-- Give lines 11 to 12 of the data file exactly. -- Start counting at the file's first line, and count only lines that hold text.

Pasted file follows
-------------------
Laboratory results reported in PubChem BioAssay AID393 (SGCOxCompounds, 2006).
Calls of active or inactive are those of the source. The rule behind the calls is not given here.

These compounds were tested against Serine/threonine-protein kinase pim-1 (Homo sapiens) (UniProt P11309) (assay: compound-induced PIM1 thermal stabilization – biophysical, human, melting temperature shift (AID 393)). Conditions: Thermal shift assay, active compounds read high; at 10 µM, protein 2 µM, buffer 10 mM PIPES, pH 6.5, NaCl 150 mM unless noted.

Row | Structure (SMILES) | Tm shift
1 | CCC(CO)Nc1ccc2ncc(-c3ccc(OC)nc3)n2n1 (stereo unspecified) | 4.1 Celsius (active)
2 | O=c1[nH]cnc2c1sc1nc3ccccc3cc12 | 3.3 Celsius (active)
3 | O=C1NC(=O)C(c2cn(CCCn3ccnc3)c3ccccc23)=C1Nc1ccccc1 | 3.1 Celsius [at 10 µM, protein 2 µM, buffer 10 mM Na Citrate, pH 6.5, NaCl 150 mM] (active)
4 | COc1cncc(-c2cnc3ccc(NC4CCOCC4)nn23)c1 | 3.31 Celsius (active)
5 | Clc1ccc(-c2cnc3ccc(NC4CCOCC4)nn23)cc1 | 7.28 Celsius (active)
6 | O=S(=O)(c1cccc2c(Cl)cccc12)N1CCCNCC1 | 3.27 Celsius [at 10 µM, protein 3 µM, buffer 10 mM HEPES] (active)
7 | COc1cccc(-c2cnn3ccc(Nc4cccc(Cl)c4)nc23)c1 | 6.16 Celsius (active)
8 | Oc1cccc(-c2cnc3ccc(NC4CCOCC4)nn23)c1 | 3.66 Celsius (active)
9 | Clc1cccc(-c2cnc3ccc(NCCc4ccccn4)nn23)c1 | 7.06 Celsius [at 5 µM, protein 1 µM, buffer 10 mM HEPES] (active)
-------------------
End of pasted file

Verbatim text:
7 | COc1cccc(-c2cnn3ccc(Nc4cccc(Cl)c4)nc23)c1 | 6.16 Celsius (active)
8 | Oc1cccc(-c2cnc3ccc(NC4CCOCC4)nn23)c1 | 3.66 Celsius (active)